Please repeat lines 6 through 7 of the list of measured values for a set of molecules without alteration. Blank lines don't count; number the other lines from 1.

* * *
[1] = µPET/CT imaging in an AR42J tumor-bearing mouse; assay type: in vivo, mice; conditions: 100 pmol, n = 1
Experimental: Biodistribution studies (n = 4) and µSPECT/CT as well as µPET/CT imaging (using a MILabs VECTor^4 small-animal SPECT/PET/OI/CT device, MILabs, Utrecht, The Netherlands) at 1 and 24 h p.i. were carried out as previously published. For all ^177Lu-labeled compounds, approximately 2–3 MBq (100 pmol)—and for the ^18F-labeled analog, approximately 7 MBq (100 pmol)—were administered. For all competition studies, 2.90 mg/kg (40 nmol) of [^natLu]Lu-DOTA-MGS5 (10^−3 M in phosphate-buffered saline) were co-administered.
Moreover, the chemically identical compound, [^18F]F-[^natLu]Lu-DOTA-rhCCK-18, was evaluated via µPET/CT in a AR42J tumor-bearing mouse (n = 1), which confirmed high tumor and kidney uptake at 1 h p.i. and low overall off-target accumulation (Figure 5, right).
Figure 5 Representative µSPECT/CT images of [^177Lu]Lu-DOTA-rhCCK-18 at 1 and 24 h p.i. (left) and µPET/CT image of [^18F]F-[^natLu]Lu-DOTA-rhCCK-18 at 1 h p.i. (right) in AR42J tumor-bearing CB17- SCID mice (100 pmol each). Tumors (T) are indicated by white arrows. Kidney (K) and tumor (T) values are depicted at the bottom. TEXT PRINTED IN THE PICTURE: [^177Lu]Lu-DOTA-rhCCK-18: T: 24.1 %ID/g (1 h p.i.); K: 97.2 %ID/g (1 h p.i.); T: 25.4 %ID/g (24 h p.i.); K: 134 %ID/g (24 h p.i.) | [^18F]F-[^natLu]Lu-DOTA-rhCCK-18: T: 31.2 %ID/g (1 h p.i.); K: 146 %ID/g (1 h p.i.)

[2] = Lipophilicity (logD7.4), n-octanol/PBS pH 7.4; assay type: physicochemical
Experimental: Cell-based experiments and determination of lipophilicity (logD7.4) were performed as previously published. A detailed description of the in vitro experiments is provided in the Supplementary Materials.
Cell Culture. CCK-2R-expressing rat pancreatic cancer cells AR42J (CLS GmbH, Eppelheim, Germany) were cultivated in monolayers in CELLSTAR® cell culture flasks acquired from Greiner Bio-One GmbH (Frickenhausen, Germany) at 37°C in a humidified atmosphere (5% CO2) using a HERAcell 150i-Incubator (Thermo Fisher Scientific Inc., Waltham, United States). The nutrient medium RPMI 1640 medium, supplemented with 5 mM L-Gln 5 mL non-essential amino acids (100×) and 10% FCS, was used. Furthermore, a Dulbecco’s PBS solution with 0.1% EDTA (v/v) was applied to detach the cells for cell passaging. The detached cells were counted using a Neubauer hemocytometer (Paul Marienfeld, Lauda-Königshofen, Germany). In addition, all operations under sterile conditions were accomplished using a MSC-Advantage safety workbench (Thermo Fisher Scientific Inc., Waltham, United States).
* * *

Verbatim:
Experimental: Cell-based experiments and determination of lipophilicity (logD7.4) were performed as previously published. A detailed description of the in vitro experiments is provided in the Supplementary Materials.
Cell Culture. CCK-2R-expressing rat pancreatic cancer cells AR42J (CLS GmbH, Eppelheim, Germany) were cultivated in monolayers in CELLSTAR® cell culture flasks acquired from Greiner Bio-One GmbH (Frickenhausen, Germany) at 37°C in a humidified atmosphere (5% CO2) using a HERAcell 150i-Incubator (Thermo Fisher Scientific Inc., Waltham, United States). The nutrient medium RPMI 1640 medium, supplemented with 5 mM L-Gln 5 mL non-essential amino acids (100×) and 10% FCS, was used. Furthermore, a Dulbecco’s PBS solution with 0.1% EDTA (v/v) was applied to detach the cells for cell passaging. The detached cells were counted using a Neubauer hemocytometer (Paul Marienfeld, Lauda-Königshofen, Germany). In addition, all operations under sterile conditions were accomplished using a MSC-Advantage safety workbench (Thermo Fisher Scientific Inc., Waltham, United States).